‘Nakba’ film ‘Tantura’ premieres locally this week

Tantura is the story of one Israeli graduate student who documented personal testimony of atrocities committed in one Arab village whose residents experienced the Nakba.

A still from the film 'Tantura'. (photo credit: Lea Oshorov of Alexandroni Brigade)
A still from the film 'Tantura'.
(photo credit: Lea Oshorov of Alexandroni Brigade)

There’s a new and growing class of Israeli filmmakers, born in Israel to second or third-generation Israeli families, who have taken up the mantle of investigating the stories of the founding of the state they were raised to believe.

At well-known film festivals, such as Venice, Telluride and in the case of Tantura, the Sundance Film Festival, well-made, engaging, moving documentary stories are coming from Israelis who consider themselves Zionists but are intent on revisiting history.

One such film, Tantura, by Alon Schwarz, is making its Israeli debut at Tel Aviv’s Docaviv International Documentary Film Festival, beginning tomorrow.

It retells a long-contested story of events that occurred just a week after the founding of Israel at an Arab village located at the most beautiful bit of beachfront north of Caesarea, now known as Dor Beach, on May 22-23, 1948.

Schwarz’s Tantura spotlights the strain within Israel over both acknowledging injustice while denying Palestinians the ability to memorialize a history of the state’s founding that they called Nakba (the catastrophe) Day. The word had been used in Arab and Palestinian literature since 1948 to graphically describe the trauma Arab inhabitants of hundreds of Palestinian towns and villages experienced, which resulted in death, destruction and the refugee status after the war resulting from the Arab world’s rejection of Israel’s right to exist.

 ‘TANTURA’ DIRECTOR Alon Schwarz  (credit: ALON SCHWARTZ) ‘TANTURA’ DIRECTOR Alon Schwarz (credit: ALON SCHWARTZ)

Tantura is the story of one Israeli graduate student who documented personal testimony of atrocities committed in one Arab village whose residents experienced the Nakba.

The central character is Teddy Katz, who was studying for his master’s thesis at Haifa University in the late 1990s. The documentary follows Katz’s research and thesis by re-interviewing many of the Israeli and Palestinian Arabs he found who shared their first-hand memories. The film also tells the story of conflict within Haifa University and between 1948 Israeli war veterans, all within the context of the emergence of a movement called the new historians, publishing revised founding histories of the messy creation of Israel.

This is not new ground, yet Tantura weaves all the strands together to reveal a deep flaw in Israeli society, which Schwarz admitted in a recent conversation, “made me very angry.”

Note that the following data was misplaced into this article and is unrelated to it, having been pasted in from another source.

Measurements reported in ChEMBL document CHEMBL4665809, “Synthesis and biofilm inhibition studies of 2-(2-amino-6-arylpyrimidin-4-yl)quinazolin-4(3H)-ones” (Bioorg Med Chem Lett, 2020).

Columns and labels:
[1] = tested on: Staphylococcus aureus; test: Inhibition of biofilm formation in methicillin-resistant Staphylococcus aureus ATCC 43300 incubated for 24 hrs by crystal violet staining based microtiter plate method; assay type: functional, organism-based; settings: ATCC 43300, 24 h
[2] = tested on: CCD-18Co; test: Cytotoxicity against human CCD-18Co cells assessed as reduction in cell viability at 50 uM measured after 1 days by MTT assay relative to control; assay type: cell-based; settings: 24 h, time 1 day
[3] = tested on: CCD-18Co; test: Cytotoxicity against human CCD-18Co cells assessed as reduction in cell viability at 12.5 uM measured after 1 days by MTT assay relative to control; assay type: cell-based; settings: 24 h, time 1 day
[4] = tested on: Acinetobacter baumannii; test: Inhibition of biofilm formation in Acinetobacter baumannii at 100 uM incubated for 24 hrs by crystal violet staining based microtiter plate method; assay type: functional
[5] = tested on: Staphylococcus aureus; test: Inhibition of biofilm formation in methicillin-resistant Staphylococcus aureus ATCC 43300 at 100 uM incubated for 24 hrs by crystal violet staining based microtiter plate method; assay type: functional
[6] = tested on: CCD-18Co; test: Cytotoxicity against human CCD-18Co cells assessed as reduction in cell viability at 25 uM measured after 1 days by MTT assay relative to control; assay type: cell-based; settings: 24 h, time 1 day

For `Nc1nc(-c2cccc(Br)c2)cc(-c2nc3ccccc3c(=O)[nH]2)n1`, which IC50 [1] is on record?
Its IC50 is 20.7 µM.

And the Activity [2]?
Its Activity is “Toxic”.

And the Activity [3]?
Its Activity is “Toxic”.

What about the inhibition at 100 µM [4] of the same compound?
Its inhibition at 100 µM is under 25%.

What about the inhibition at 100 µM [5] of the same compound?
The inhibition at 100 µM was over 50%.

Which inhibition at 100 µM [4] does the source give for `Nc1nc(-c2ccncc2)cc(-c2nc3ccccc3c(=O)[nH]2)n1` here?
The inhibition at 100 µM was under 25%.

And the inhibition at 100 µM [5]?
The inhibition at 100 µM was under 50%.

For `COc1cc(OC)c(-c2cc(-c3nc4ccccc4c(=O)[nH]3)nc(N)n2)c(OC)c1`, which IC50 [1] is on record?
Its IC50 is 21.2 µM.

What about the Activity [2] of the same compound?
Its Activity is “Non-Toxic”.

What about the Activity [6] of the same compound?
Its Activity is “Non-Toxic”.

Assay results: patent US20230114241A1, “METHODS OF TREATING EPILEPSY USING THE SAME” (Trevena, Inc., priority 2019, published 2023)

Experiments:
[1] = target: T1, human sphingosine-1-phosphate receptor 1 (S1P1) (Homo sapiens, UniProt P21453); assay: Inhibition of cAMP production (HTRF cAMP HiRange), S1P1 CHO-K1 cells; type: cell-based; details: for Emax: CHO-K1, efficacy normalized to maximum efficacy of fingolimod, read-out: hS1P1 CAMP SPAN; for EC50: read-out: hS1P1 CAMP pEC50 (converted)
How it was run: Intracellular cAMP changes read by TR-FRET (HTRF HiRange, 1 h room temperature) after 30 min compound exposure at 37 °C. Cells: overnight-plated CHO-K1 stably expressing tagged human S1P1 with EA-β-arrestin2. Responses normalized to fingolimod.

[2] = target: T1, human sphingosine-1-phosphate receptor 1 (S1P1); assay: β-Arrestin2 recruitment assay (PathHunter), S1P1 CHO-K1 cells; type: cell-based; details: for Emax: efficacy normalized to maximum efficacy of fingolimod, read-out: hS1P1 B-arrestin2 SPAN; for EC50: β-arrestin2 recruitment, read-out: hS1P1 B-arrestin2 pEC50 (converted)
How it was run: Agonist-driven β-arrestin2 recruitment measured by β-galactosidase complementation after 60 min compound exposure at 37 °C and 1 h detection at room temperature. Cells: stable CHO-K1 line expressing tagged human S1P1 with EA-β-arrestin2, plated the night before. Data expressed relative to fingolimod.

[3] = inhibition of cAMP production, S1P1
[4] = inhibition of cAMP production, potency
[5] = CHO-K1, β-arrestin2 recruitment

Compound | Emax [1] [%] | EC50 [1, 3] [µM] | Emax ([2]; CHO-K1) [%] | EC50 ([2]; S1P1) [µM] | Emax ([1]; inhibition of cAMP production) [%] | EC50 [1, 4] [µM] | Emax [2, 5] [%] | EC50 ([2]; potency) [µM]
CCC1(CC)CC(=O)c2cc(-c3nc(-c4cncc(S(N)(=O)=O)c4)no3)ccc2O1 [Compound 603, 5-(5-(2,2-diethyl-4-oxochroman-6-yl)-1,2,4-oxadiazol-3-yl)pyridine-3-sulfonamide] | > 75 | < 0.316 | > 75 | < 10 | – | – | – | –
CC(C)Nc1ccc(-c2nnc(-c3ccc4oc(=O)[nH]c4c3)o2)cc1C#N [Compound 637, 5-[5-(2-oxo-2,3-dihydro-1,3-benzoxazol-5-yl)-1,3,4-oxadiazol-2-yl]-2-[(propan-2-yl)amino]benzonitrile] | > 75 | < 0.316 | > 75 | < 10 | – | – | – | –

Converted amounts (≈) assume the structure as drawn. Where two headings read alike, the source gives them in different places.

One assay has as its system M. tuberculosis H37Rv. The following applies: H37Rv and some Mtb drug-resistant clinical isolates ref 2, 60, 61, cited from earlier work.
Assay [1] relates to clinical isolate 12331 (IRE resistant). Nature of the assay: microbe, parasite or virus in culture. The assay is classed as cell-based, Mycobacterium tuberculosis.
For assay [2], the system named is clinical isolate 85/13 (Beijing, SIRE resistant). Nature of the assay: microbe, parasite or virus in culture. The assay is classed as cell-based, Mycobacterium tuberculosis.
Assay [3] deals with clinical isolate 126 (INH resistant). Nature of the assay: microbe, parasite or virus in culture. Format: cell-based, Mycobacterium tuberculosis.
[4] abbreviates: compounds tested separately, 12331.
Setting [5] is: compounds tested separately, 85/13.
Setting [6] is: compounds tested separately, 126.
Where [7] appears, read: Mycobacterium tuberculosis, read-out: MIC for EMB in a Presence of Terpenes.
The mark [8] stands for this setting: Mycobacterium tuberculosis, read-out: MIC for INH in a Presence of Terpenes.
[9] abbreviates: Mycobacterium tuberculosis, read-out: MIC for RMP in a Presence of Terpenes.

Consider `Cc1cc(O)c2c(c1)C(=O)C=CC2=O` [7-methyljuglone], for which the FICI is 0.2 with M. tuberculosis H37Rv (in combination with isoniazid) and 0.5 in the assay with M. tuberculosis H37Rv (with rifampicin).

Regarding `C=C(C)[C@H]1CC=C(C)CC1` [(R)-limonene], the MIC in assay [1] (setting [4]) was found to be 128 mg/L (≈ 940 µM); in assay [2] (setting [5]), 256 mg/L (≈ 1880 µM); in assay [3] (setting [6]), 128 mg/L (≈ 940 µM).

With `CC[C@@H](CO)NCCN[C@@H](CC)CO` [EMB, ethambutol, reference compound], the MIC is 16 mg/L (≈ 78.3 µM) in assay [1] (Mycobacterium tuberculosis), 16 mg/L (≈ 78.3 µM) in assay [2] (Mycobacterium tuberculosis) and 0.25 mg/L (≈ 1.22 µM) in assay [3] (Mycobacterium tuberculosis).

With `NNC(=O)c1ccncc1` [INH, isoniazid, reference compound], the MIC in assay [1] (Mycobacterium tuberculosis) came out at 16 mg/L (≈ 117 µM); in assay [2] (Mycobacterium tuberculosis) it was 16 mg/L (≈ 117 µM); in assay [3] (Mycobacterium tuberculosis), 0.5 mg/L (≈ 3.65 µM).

“If we don’t know our own history,” says Schwarz, “we will never be able to understand the whole context of what’s going on here is the story of ‘48.”

“My parents don’t know the history of this country, my friends don’t know. That we acknowledge what happened in ’48 is a necessity for our own society, which has nothing to do with giving back land to Palestinians. The movie is about that Israeli society can’t mature, unable to look in the mirror,” he explained.

“If we want to have a Jewish state, we need to look in the mirror, grow up and acknowledge this is our history.”

Katz’s master’s thesis and the Tantura film showcase competing members of Haifa University faculty, some of whom emerged as new historians. Also included are lawyers and the judge involved in the defamation lawsuit pursued against Katz by aged veterans of the Haganah’s Alexandroni Brigade, who spoke on the record to Katz and Schwarz. As well, featured are founding members of Kibbutz Nachsholim who personally moved into abandoned houses of Tantura after Arab Palestinians inhabitants were deported to refugee camps, and a few former Tantura residents who can still recall specific incidents of May 22/23rd 1948.

Schwarz also endeavors to provide context to extreme violence purportedly carried out by Alexandroni Brigade members who themselves had experienced horrific deadly attacks by armed local Arab militias based in Tantura or nearby. This was an up-close hand-to-hand civil war, disconnected from the invading Arab armies of Egypt, Jordan, Syria or Iraq after the British evacuation on May 14th, 1948. Context is not meant to obscure or rationalize attacks on civilians but to help the viewer comprehend what seems to be incomprehensible. War is Hell.

Says Schwarz in summing it up, “The world is what it is, we can’t be responsible for what our great grandparents did, although in looking forward we can say we’re sorry, let’s find a way to live on, that’s the only way we have a future here.”

Tantura will be streaming for Israelis on Hot 8 and in theaters this summer.